Families will be as much as €1,000 a year worse off under budget cutbacks announced today, it has been estimated.
In the first half of an unprecedented two-day Budget announcement, the Government slashed child benefits, winter fuel, disability and back-to-school allowances.
Student fees were hiked up along with medical and school transport costs while a flat-rate property tax was introduced in the €1.4bn package.
Brendan Howlin, Minister for Public Expenditure and Reform, warned there was no magic wand but claimed public support for the potentially crippling savings.
“It provides the stability necessary to plan and work our way out of this crisis. It won’t be easy, and we will not resolve our problems overnight,” he said.
“No government, whatever its numbers, wants to be the bearer of bad news. But our options are extremely limited. The public knows this. It is wary of those who offer simplistic options.”
The hard-hitting cutbacks will be compounded tomorrow by a 2% VAT increase, fuel and motor tax hikes and new levies for employees holding property or stock investments.
A family of four can expect to suffer a €432 a year cut to their child benefit payments and soaring health insurance premiums as the State pulls out of private health subsidies – expected to force up insurance fees by about €500 a year.
The raft of other spending cutbacks – spread wide across allowances and Government departments – will take more than €1,000 a year out of average family budgets.
Mr Howlin claimed weekly dole payments had been saved from the cuts but then revealed part-time workers will see their benefits targeted, ultimately falling by a fifth.
Employers did not get away unscathed as a special redundancy rebate has been drastically reduced from 60% to 15%.
Fianna Fáil spokesman Sean Fleming said: “There are a number of decisions that you have announced here today that are simply unfair and unpalatable – you’re hitting the old by hitting fuel allowance, you’re hitting the young by hitting child benefit.”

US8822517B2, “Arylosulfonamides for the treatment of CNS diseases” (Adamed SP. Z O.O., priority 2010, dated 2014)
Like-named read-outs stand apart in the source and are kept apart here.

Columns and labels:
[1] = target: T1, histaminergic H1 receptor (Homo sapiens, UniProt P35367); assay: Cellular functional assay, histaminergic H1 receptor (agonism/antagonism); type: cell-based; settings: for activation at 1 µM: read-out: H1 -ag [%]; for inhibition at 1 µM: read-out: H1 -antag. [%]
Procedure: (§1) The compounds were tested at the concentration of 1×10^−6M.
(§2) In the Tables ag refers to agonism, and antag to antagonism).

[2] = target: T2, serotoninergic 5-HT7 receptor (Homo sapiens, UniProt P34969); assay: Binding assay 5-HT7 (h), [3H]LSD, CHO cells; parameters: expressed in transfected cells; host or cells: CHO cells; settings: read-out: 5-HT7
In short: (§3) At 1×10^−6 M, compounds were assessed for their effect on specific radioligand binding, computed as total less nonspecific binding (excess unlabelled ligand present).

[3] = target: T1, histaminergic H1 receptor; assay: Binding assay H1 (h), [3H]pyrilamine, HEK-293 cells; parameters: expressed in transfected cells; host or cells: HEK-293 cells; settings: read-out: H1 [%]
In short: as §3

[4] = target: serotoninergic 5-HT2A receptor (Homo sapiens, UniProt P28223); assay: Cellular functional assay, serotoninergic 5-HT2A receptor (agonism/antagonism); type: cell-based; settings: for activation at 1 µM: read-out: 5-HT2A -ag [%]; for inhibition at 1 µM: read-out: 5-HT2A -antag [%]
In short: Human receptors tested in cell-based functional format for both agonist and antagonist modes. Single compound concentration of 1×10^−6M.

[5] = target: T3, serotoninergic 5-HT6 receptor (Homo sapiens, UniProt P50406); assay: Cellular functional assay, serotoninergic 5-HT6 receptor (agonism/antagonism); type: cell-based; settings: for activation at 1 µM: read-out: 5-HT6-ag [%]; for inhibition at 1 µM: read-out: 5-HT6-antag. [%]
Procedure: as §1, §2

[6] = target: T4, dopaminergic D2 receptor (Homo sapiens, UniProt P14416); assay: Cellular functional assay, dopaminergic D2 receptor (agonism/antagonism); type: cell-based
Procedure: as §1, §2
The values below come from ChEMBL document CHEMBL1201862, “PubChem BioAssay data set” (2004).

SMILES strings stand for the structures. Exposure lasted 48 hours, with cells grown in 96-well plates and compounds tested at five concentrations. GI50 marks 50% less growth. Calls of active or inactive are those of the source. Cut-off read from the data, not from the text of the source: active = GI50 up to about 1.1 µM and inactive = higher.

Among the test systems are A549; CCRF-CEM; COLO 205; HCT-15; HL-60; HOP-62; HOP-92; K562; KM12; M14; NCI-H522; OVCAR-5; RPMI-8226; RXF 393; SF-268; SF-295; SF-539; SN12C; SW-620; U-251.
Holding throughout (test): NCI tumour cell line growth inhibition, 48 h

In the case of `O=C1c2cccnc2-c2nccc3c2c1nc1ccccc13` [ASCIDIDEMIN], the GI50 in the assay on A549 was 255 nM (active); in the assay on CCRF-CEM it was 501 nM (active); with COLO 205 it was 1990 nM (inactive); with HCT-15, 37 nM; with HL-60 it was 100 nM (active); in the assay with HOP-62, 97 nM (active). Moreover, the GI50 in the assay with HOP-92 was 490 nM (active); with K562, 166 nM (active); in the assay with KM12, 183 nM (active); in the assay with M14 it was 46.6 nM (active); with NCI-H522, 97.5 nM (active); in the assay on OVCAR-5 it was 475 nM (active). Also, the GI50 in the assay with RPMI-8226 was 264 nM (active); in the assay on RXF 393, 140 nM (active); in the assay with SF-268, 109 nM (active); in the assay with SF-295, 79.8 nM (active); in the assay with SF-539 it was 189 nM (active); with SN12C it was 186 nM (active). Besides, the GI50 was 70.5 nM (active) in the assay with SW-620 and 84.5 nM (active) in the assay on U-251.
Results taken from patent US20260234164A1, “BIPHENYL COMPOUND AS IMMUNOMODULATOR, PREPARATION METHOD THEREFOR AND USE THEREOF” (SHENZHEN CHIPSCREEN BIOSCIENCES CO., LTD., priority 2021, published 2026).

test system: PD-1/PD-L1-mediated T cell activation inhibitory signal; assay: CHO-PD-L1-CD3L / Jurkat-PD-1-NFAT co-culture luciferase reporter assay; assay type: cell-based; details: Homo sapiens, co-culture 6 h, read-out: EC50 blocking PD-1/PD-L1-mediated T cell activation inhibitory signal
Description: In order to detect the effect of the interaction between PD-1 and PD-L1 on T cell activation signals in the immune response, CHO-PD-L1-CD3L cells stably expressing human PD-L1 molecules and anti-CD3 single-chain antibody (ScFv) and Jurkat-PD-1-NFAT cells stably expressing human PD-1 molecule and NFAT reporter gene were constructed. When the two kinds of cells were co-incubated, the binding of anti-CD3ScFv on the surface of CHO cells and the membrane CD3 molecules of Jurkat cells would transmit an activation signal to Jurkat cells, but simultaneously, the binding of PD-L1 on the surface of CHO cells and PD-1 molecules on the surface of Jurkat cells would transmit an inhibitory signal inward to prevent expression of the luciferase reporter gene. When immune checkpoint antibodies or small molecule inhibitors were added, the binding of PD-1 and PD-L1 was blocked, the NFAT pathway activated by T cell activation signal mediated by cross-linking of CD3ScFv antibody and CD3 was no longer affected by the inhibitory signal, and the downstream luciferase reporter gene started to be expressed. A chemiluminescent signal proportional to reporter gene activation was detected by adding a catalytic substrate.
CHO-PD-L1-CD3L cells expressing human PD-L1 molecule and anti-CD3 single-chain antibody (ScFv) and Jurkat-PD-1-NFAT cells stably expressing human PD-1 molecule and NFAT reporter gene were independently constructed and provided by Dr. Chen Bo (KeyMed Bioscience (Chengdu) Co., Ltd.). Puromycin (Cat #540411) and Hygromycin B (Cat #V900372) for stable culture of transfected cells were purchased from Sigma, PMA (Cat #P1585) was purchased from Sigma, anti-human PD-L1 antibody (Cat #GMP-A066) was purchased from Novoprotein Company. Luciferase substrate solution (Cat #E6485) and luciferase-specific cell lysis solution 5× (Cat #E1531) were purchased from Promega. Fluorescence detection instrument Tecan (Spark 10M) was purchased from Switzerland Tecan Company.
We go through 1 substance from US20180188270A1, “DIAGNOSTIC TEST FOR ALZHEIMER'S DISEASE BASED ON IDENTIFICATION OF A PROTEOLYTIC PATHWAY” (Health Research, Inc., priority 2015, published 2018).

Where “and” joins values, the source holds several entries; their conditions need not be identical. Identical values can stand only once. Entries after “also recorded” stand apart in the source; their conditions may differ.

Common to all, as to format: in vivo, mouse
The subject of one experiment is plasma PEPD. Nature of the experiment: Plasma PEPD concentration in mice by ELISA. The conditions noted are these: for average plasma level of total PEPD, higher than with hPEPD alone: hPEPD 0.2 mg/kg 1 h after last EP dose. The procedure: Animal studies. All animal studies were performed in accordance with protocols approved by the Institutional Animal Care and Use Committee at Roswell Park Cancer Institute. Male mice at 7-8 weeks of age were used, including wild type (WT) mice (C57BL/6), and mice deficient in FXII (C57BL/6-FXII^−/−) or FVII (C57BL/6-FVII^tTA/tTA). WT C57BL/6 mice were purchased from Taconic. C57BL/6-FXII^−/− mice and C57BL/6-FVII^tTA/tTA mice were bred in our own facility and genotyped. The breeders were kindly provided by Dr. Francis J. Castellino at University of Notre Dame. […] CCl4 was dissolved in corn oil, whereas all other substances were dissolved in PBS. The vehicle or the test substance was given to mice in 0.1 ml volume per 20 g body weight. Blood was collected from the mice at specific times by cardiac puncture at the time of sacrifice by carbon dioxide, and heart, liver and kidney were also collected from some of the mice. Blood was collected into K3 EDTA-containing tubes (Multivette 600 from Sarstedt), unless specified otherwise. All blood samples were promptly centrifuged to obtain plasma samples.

Mary Lou McDonald, Sinn Féin public expenditure and reform spokeswoman, accused the Fine Gael-Labour coalition of smashing promises.
“Rising unemployment, emigration, the collapse of our domestic economy and the misery facing struggling families are a damning indictment of Labour and Fine Gael’s record in government,” she said.
“They chose to protect those on sky high wages and pension payouts in the upper echelons of the public sector.
“There’s no chance of this Government giving a ’times are tough’ pep talk to judges, hospital consultants and former failed taoisigh on big buck pensions.”
Some of the most hard-hitting measures – enforced as part of Ireland’s €85bn EU-IMF bailout loan programme – slashed disabled allowances by 60% in some cases, cut winter fuel payments by a fifth and forced students to pay €2,250 to register at college.
Other measures include:
- The State will no longer pay for private care in public beds, expected to force up insurance fees by about €500.
- Public service pay bill slashed by €400m through a 10% cut in overtime and 5% in allowances.
- Thirty-one garda stations to close.
- Disability payments for 18- to 21-year-olds cut by €88 to €100 and for 21- to 24-year-olds by €44 to €144.
- School transport fees doubled to €100 a year.
- Overseas Development Aid spend cut by €52.9m.
- The one-off €635 grant for a multiple birth has been scrapped.
- Qualifying age for the back to school clothing and footwear increased from two to four years – payments also cut from €305 to €250 and €200 to €150.
Mr Howlin rejected accusations that he was targeting those on social welfare.
“We can only deal with the reality that we have. It’s the real figures. That’s the reality we are facing now,” he said.
“I’m certainly not in the business of cutting where I don’t have to. If we can provide as best we can the best social protection network to protect the most vulnerable, that’s the objective of this Government.”
Child benefit will be brought down to €140 for all children over the next three years.
Mr Howlin said means testing would be too expensive and justified the cuts by claiming that raising a third and fourth child was less expensive than the first two.
Social justice campaigners attacked the measures.
The Society of St Vincent de Paul said: “We know that the proposed increases in indirect taxation that have already been flagged by Government will be much harder to bear for those on low incomes and we fear that the families who have been hit today look set to be hit by tomorrow’s announcements as well.”
Age Action said the 20% cuts to fuel allowance would create huge hardship.